author’s right to his life partner’s pension on the basis of his sexual
orientation.”
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Joslin v New Zealand (2002)
2 lesbian couples claimed the NZ Marriage Act, by precluding
same-sex couples from marrying violated the following
provisions of the ICCPR:
– Art. 23 (right to marry) read in conjunction with Art 2 (nondiscrimination);
– Art 16 (recognition as a person before the law);
– Art 17 (privacy); and
– Art 26 (non-discrimination).
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Joslin v New Zealand cont.
 The HRC did not consider Art 26 on the
basis that the specific rule in Art 23
overruled the other more general rules.
 It is likely that the HRC would have
struggled to justify an argument that New
Zealand’s Marriage Act is not
discriminatory, if it had specifically
considered the Article 26 claim.
Presentation title
28th February 2011
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Joslin a Product of its Time?
 In 2002, only one country had legalised same-sex marriage (Netherlands
in 2001).
 Perhaps the case was brought prematurely?
 Today, 15 countries have marriage equality, including New Zealand!
 With changing societal attitudes to same-sex marriage and homosexuality
in general, it is likely that Article 23 will, over time,
come to be interpreted through the lens of
Articles 2 & 26.
Fedotova v Russian Federation (2012)
 Irina Fedotova displayed posters that declared “Homosexuality is
normal” and “I am proud of my homosexuality” near a secondary
school, in order to promote tolerance towards gay and lesbian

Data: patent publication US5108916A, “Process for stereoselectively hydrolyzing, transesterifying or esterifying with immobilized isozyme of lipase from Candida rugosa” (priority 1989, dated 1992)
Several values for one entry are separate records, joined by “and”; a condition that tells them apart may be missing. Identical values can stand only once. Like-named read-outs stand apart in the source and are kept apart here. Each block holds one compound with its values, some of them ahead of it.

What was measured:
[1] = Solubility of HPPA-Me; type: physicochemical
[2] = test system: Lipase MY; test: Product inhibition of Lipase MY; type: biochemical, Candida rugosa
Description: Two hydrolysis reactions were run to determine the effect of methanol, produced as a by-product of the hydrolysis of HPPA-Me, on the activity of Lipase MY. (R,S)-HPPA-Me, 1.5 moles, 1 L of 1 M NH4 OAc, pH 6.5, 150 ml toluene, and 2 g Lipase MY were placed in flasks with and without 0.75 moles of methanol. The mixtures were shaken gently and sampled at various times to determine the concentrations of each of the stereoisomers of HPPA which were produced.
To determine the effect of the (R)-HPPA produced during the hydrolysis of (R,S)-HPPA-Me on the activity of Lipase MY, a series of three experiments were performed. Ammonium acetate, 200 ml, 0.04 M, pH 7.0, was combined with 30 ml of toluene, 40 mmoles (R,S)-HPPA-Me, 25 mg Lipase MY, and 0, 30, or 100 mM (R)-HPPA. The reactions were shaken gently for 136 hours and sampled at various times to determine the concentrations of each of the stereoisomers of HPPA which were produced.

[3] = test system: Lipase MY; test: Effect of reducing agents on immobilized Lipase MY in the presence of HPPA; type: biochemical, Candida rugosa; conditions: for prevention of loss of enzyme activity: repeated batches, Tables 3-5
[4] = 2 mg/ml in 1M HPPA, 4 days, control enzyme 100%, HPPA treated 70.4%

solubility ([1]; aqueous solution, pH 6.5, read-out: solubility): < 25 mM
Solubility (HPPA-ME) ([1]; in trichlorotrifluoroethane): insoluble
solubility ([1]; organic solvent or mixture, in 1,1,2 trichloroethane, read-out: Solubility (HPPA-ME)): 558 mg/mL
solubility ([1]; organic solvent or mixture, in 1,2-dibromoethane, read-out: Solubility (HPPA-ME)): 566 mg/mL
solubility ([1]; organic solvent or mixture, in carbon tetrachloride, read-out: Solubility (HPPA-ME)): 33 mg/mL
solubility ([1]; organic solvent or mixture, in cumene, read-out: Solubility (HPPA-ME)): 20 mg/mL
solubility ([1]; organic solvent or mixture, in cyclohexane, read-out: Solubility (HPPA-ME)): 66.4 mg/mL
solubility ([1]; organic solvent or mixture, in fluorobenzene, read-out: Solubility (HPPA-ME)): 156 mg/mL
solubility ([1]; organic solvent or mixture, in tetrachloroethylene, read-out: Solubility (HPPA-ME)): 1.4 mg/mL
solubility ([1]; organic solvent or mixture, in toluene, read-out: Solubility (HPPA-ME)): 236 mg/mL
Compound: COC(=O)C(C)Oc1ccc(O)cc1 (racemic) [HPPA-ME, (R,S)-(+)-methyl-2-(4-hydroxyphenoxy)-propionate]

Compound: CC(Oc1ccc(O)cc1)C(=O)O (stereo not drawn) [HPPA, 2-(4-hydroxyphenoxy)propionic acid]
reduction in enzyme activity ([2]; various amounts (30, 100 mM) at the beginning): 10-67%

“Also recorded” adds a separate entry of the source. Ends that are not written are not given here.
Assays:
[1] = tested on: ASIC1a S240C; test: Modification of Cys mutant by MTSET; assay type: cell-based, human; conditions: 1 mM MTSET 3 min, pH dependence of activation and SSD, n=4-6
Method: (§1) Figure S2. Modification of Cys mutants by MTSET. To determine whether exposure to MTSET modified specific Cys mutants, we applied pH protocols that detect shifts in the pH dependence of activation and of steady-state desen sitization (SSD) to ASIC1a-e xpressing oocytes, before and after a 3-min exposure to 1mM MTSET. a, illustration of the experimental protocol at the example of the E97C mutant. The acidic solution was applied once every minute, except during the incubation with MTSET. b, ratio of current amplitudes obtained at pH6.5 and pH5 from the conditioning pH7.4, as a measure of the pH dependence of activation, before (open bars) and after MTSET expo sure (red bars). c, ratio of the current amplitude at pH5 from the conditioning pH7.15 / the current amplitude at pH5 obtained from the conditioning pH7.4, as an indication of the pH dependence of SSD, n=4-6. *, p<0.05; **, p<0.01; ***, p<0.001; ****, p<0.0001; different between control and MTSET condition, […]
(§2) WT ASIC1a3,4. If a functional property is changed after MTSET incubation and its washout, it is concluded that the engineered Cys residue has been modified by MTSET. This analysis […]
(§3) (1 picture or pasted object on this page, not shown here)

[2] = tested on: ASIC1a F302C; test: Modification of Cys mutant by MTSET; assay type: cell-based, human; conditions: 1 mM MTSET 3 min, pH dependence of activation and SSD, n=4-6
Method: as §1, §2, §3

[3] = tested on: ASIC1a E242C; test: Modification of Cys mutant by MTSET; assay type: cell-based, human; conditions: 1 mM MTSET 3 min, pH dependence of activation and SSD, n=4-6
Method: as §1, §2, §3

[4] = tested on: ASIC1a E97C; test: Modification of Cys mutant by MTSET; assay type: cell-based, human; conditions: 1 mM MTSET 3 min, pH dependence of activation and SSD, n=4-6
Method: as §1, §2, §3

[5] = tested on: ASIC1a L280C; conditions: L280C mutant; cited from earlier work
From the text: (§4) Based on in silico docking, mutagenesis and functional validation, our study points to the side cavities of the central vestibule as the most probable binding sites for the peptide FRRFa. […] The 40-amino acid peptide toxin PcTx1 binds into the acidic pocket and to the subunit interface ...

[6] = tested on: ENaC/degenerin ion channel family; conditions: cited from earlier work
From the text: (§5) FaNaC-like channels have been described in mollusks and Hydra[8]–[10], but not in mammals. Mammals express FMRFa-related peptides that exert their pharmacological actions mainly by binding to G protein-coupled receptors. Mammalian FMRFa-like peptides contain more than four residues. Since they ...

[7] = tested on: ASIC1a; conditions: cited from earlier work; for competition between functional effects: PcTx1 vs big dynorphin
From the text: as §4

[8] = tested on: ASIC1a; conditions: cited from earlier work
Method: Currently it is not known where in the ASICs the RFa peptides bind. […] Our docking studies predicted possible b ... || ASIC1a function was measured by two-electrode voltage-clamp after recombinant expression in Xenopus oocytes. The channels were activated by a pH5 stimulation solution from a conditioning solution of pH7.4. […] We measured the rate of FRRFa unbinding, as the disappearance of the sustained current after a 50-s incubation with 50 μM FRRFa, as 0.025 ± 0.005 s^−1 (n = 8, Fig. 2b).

individuals in the Russian Federation.
 She was convicted under laws that criminalise “propaganda of
homosexuality (sexual act between men or lesbianism) among minors”
and fined 1,500 Russian roubles.
 Fedotova argued that the conviction was a breach of her right to
freedom of expression under Article 19 of the ICCPR.
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Fedotova cont.
 Committee noted that the law criminalised ““public actions aimed
at propaganda of homosexuality (sexual act between men or lesbianism)” –
as opposed to propaganda of heterosexuality or sexuality generally –
among minors. With reference to its earlier jurisprudence, the Committee
recalls that the prohibition against discrimination under article 26 comprises
also discrimination based on sexual orientation.” [citing Toonen v. Australia,
Young v. Australia, and X. v. Colombia].
 Committee found that the law “amounted to a violation of her rights under
article 19, paragraph 2, read in conjunction with article 26 of the Covenant”
and the State Party had failed to demonstrate that it was necessary for one
of the legitimate purposes of Article 19(3).
Presentation title
28th February 2011
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Conclusion re Individual Communications
 Scorecard on individual communications by
sexual minorities – 4:1.
 Given the largely positive decisions from the
HR Committee on individual
communications by sexual minorities
alleging breaches of ICCPR, civil society
would be well advised to support LGBT
persons bringing complaints of
discrimination to this treaty committee.
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Report card on the HR Committee’s
efforts regarding LGBT persons:
Subject Area
Grade
Comment
Concluding
Observations
B+
Need to work on
concentration and
consistency
General Comments
D
Significant room for
improvement
Individual
Communications
A
Excellent effort. Keep
up the good work.
The UN Human Rights Committee and LGBT Rights